Finally, I had some fun last week getting ready for the conference riffing off some of the themes in Rajiv’s keynote. A few weeks ago when I was at TRU-OL for their faculty event, Rajiv and I had lunch together and had this fun idea of making an infomercial around the current textbook sales model. We had a laugh and I thought nothing of it until later on in the afternoon, Rajiv emailed me a script he wrote. I put my old hardsell radio voice on, went digging around Flickr and had some wicked fun making this to close the conference.

 

 

Week in Review: Week 20/21

Open Textbook Summit 2014 Day 1

Brad getting excited for next weeks Open Textbook Summit. CC-BY BCcampus

Covering the past 2 weeks.

  • Prep for next weeks OT Summit and authors thank you event. We have over 150 people coming for the Summit and another 70+ to the authors thank you event. Super happy with these numbers as this is the first year that we have run the Summit more like a conference with session proposals. It is also the first year that we have charged a registration fee for the event, and I was very concerned that would hurt our numbers. But we’ve surpassed last years numbers and I expect we will still have more once the final numbers are collected.
  • Met with the Noba project, an open textbook Psychology project. Noba co-sponsored the testbank sprint last summer and now have a copy of the textbank for faculty who use their open textbook. We’ve both been fighting with Respondus trying to use it to make our testbanks. It;s a beast. If anyone knows of a better tool to make test question pools for numerous LMS, please let me know. I am dying to find an alternative that will make multiple testbanks for multiple LMS’s from a single source.
  • Completed a first draft of an open textbook sustainability plan and a draft three year tactical plan for open textbooks & circulated to a few BCcampus team members for feedback.
  • Working on a video project with Rajiv. My editing skills are rusty and I hope I can pull this off in time for the OT Summit cause his idea is very funny and I want to do it justice.
  • Saw a noticeable upswing in number of faculty review requests this week, which is fantastic. We are always looking for faculty to review open textbooks, and it looks like a few BC faculty are adding an open textbook to their summer reading list.
  • Met with our Faculty Fellows. They are going to be busy over the next few weeks at various events around BC. We are planning to meet f2f with Beck Pitt from the OER Research Hub next week in Vancouver to start working on a report with the findings and recommendations from our open textbook faculty survey that wrapped up this spring. I am hoping we will be able to release this report this summer.
  • Met with Nicole Allen from SPARC last week. Nicole and SPARC were involved in organizing OpenEd in Washington last year, and she had some good tips for us as we continue planning OpenEd 2015 in Vancouver this fall.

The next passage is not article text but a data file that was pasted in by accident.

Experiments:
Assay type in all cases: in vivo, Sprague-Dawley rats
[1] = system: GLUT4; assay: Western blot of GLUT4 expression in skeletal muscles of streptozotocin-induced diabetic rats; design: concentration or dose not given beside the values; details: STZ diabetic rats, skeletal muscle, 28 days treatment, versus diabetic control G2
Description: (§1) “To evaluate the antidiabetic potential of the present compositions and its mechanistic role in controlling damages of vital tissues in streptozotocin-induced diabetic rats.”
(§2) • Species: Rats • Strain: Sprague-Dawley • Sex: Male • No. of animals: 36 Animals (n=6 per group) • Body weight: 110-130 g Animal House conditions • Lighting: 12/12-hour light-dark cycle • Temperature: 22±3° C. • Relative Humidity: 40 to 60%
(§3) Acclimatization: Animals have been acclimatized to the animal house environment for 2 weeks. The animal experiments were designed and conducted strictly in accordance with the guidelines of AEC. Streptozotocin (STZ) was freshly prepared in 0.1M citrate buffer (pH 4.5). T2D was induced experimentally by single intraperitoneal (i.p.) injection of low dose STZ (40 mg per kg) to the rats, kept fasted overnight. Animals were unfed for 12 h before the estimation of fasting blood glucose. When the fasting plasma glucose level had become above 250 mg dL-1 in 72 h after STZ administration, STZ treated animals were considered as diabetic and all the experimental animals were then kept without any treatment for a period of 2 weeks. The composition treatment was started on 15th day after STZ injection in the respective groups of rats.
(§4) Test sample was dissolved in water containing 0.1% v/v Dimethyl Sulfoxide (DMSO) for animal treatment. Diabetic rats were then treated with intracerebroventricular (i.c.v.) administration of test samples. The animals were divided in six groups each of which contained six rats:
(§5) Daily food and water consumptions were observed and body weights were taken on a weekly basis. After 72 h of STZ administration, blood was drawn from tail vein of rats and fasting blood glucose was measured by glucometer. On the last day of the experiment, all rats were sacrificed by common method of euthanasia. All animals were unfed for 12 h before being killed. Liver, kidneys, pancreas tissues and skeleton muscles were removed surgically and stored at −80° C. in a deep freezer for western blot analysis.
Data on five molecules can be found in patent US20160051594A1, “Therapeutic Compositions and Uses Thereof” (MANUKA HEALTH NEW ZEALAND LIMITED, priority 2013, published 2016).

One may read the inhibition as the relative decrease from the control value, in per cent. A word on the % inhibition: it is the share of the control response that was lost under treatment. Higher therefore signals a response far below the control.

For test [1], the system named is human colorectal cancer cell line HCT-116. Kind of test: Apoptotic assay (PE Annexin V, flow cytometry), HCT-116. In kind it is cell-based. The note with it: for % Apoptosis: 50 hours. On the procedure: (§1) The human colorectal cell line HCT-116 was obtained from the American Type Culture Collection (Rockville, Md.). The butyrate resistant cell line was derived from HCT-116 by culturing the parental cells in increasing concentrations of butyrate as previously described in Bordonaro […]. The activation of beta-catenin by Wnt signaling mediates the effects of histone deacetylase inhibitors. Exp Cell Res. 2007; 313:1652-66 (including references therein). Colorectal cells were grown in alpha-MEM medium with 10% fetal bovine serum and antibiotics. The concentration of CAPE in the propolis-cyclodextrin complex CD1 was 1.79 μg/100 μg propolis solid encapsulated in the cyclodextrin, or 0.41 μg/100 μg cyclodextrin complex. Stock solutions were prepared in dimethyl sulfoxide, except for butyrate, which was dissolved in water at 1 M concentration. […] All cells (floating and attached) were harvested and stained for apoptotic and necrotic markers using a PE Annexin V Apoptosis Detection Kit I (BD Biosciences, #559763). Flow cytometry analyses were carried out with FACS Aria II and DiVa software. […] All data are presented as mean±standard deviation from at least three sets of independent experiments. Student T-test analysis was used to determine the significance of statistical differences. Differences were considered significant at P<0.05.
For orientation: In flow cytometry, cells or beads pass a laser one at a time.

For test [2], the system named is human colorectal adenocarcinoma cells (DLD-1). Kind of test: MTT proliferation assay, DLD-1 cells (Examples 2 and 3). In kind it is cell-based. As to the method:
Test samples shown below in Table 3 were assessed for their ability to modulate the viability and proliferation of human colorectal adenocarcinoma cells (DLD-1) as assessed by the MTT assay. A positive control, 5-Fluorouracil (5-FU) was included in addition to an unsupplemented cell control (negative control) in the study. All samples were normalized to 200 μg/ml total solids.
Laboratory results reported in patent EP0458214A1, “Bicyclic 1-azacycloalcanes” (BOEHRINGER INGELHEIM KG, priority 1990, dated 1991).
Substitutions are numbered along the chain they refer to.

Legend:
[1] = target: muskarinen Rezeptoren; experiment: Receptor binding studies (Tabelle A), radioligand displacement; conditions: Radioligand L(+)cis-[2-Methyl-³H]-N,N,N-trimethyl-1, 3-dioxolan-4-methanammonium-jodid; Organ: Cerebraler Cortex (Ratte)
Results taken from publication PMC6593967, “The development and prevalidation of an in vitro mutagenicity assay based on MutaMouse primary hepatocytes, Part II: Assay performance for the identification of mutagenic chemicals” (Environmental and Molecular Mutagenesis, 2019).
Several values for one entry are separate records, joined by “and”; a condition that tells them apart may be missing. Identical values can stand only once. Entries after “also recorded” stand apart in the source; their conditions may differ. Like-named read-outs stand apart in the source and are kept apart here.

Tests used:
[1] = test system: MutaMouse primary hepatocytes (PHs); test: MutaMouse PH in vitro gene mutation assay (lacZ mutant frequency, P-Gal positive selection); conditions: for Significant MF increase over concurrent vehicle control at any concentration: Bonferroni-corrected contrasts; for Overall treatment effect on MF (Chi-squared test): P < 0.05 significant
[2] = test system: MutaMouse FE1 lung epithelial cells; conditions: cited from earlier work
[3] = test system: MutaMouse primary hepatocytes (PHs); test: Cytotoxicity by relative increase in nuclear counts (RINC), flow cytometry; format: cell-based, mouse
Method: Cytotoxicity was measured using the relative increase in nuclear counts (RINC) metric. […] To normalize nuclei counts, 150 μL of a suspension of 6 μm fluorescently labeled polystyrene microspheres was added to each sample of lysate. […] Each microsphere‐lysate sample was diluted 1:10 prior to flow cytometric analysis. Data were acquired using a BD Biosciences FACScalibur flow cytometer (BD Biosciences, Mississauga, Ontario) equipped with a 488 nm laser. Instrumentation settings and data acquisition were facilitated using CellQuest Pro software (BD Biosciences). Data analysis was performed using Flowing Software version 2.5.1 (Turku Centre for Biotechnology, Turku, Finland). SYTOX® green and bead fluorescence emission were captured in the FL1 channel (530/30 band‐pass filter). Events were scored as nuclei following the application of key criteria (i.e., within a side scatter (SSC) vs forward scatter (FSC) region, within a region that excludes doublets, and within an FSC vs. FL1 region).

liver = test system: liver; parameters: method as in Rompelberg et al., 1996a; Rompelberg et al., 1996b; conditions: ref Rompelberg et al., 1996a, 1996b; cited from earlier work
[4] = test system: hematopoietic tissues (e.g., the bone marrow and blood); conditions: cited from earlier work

• Mucking around with embedding interactive Excel spreadsheets in Pressbooks. Also had some PB frustration tracking down more security headaches. This one actual affected an author who lost a few hours of writing after he was inadvertently locked out of PB. Took the better part of a morning figuring out what happened and seeing if we could recover his stuff.
  • Updating & reconciling OTB budget.
  • Was Victoria Day in Canada last weekend and I took some extra time around the weekend to hang out with family and friends, do some biking & bbq’ing.
 

Week 19 In Review

I like sharing some personal stuff about my week in the reviews. Normally, I do it at the end of the post. But this week’s overriding memory is a personal one. My 8 year old son, after living with an egg allergy for his entire life, was given the green light to eat eggs by our allergist after a successful oral challenge.

The immense impact of this on our family is difficult to fully explain as we have lived with dietary limitations for his entire life. For the first 3 years, his total avoidance allergy list was all nuts, eggs, soy, dairy and wheat. Slowly, over the years this list has been reduced to where it is now just nuts and dairy. This development means a pretty massive change for our family, and will likely go down as our families biggest collective memory of 2015.

Onto work stuff.

I was invited by Colin Madland at TRU-OL to participate in their annual Open Learning faculty development workshop. TRU is a fantastic supporter of the open textbook project, and open education in general. I presented on the open textbook project with a few people at TRU who are involved in the project, Rajiv Jhangiani (who gave one of the clearest explanations on the basics of cricket that I have ever heard using a set of flight beer glasses), John Belshaw (who authored the new Canadian History textbook in our collection), and TRU librarian Brenda Smith (who has been involved with the BC-OER librarians group). I also facilitated a couple of f2f workshops on finding and using OER. Slides from my plenary presentation, my workshop, and the workshop outline.

While at TRU, I also met with Irwin DeVries and the instructional design team at TRU-OL on how they can use open textbooks in their course development and redesign courses around open textbooks. I also met with Val Peachy, who is the Director for Program Delivery at TRU-OL. Also met with another open textbook adapting author at TRU Bill Little (Intro to Sociology) to do a bit of a f2f Pressbooks overview with him. Spent some time with Nancy White &, of course, hung out with Brian. Also good to see Grant Potter and Jason Toal.

OpenEd 2015 proposal reviews. Coordinated an external review panel of BC post-sec folks to evaluate OpenEd 2015 proposals. We had a quick turnaround time as proposal acceptances are going out this week. Thank you to the group of you who helped with the proposal evaluations. There are just shy of 150 proposals for OpenEd this fall – a phenomenal response.